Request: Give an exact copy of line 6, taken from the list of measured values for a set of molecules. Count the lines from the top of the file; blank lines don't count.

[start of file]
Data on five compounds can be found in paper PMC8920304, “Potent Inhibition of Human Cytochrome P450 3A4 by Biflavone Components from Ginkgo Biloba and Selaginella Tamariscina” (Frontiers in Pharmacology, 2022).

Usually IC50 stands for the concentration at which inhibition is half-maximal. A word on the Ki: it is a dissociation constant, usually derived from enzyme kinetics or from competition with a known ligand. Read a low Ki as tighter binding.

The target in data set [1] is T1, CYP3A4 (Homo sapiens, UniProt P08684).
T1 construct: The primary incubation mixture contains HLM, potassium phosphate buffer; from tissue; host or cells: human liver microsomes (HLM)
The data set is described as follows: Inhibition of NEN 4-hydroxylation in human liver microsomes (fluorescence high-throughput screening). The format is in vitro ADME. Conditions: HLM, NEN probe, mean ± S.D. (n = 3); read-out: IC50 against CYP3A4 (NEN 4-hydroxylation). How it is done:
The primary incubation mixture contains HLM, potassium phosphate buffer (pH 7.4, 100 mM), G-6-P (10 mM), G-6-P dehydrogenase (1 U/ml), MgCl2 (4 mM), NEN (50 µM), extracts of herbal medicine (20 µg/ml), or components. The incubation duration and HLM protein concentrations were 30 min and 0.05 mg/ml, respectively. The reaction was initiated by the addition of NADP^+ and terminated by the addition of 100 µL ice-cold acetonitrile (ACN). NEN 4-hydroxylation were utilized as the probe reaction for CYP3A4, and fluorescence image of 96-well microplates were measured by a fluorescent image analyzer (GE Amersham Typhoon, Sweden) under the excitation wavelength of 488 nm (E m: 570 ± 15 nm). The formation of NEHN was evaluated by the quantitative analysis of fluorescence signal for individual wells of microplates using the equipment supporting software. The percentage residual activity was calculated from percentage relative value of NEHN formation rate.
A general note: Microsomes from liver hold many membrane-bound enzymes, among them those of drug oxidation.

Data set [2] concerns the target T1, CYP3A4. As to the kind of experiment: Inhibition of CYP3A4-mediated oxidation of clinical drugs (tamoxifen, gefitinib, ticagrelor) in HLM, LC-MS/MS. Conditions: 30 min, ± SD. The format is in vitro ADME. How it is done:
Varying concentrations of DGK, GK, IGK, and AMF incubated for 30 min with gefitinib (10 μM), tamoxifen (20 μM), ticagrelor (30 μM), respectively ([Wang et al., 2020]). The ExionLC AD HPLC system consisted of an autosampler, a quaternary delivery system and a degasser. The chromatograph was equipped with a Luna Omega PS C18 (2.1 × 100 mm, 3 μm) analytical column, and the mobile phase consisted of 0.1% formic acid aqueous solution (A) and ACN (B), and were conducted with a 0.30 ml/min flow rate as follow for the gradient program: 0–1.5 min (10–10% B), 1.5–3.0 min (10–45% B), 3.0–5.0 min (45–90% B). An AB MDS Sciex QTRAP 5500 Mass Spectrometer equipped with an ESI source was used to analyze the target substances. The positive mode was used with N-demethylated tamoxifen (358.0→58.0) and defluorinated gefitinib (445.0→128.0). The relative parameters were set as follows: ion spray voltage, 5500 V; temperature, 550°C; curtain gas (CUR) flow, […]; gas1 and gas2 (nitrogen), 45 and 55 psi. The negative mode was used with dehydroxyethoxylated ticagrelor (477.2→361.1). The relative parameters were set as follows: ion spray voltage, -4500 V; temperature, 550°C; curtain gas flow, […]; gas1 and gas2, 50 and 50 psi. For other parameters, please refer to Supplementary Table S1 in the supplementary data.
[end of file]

The primary incubation mixture contains HLM, potassium phosphate buffer (pH 7.4, 100 mM), G-6-P (10 mM), G-6-P dehydrogenase (1 U/ml), MgCl2 (4 mM), NEN (50 µM), extracts of herbal medicine (20 µg/ml), or components. The incubation duration and HLM protein concentrations were 30 min and 0.05 mg/ml, respectively. The reaction was initiated by the addition of NADP^+ and terminated by the addition of 100 µL ice-cold acetonitrile (ACN). NEN 4-hydroxylation were utilized as the probe reaction for CYP3A4, and fluorescence image of 96-well microplates were measured by a fluorescent image analyzer (GE Amersham Typhoon, Sweden) under the excitation wavelength of 488 nm (E m: 570 ± 15 nm). The formation of NEHN was evaluated by the quantitative analysis of fluorescence signal for individual wells of microplates using the equipment supporting software. The percentage residual activity was calculated from percentage relative value of NEHN formation rate.